2) Options for getting physical on a river cruise. Follow the red lollipop. Yep, that’s what we did on our morning tours as our designated local tour guide in each port led us up stairways, across cobbled streets, into cavernous cathedrals and along miles of sidewalks, all the while holding aloft the Viking-Red “lollipop” sign so we could follow.
There are a lot of tours on a Viking river cruise. You can opt out of any or all of them. You can choose a “slower” moving group. But you need to get out there and walk. That walking, I’m convinced, is what burned off all those mashed potatoes (I told you I loved ’em). And maybe the Sache torte, too.
The QuietVox device you wear around your neck when touring means you have the flexibility to wander a bit far afield from your tour guide, yet still hear him or her. Mom and I, on the average, walked at least 15% more than others on our tours because we enjoyed exploring other building alcoves, heading up a stairway for a better view and then heading back to rejoin the group. Walk. And then walk a little more.
Opt for some later-in-the-day touring around on your own. After leaving the tour group in Miltenberg, I climbed the hill above the town fronting the city park. A narrow road led past an ancient Jewish cemetery and I had the chance to see the “other” side of the crumbling city walls before arriving at the requisite castle above the medieval town. The views were great and I certainly perspired a bit getting there—and burned some calories.
In Bamberg our regular walking tour ended in the rose gardens (heavenly fragrance!) at the New Residenz (palace). After admiring the blossoms, though, Mom and I gazed across the rock wall bordering the garden and saw a large twin-spired building on a hill above us and across a bit of a small valley. We looked at each other: “Let’s go!” And so we walked uphill to the Michaelsberg Abbey (now a facility for senior living) and enjoyed an experience not many on the Atla adventured to.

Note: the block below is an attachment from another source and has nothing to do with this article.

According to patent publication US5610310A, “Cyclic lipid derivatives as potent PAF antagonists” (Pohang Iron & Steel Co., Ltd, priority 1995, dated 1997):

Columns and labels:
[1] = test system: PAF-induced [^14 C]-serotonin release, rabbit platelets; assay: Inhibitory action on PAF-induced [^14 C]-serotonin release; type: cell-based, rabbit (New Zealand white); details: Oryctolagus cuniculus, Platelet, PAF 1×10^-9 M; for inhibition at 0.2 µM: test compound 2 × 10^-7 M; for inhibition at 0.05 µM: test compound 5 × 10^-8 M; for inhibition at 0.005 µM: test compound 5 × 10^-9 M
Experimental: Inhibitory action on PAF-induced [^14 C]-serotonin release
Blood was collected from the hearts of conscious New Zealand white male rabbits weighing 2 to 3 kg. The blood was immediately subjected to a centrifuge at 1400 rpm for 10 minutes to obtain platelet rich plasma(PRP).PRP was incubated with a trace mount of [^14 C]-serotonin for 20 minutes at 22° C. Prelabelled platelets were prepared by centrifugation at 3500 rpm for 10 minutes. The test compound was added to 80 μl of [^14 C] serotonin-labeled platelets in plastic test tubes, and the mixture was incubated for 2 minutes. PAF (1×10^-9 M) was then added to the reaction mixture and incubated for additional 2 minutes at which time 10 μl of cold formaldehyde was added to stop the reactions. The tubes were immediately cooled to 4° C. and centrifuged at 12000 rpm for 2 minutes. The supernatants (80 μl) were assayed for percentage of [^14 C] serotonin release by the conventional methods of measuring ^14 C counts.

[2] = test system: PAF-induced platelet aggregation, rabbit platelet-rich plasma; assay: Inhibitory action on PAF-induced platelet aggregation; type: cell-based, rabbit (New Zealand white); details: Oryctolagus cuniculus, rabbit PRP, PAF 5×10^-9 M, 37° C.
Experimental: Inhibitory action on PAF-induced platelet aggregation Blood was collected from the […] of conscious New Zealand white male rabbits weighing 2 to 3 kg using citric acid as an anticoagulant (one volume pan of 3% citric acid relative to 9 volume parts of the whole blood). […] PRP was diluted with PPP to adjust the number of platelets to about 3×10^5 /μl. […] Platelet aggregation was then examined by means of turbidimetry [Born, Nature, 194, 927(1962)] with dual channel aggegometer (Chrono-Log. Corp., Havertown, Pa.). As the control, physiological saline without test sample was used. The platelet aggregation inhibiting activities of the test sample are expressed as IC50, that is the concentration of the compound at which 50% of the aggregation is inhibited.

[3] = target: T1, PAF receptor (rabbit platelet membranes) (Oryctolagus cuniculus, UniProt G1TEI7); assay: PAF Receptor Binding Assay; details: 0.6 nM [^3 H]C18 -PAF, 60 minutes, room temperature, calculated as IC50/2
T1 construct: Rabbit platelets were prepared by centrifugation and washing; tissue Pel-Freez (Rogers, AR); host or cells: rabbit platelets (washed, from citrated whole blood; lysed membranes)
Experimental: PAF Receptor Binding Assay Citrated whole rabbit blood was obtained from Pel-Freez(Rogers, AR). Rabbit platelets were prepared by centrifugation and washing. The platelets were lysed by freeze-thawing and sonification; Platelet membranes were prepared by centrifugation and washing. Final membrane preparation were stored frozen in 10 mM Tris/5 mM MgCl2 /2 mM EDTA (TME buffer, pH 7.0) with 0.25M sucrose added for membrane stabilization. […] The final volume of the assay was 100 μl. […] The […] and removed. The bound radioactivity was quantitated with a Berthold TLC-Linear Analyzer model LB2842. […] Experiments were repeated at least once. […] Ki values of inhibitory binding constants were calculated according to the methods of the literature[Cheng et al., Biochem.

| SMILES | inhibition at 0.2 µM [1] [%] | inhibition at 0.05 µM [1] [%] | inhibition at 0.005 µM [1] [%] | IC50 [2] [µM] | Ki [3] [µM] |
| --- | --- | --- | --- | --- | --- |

Note: It wasn’t my original intent to use these extra excursions as a weight control tool; we just enjoyed the walking. In fact, it didn’t even feel like “forced exercise” because there was so much to see, explore and ponder along the way.
Can you exercise on the boat? The Viking longboats are tight on “extra” space so there’s no exercise room onboard. There is, however, a walking “lap” up on the top deck. Just imagine pacing along happily as your ship’s prow peels away the water along the Rhine. Now imagine doing that a lot—because the walking lap is only 415 ft (126 meters) long and it’d take you almost 13 laps to get in a mile of hoofing it.
I suppose you could run/jog the walking path, too, but, out of courtesy for folks whose staterooms are below (and that would be us!), on Level 3, they limit the hours of its use for running (stomp, stomp, stomp).
The walking path does, however, pass a shuffleboard court and two twisty putting greens. Confession: I never saw anyone playing shuffleboard nor did I see any golfers. But it looked like fun! There’s also an oversized, outdoor chessboard, but I didn’t poke around enough to find any chess pieces. I’m much better at shuffleboard and I didn’t even find time for that onboard!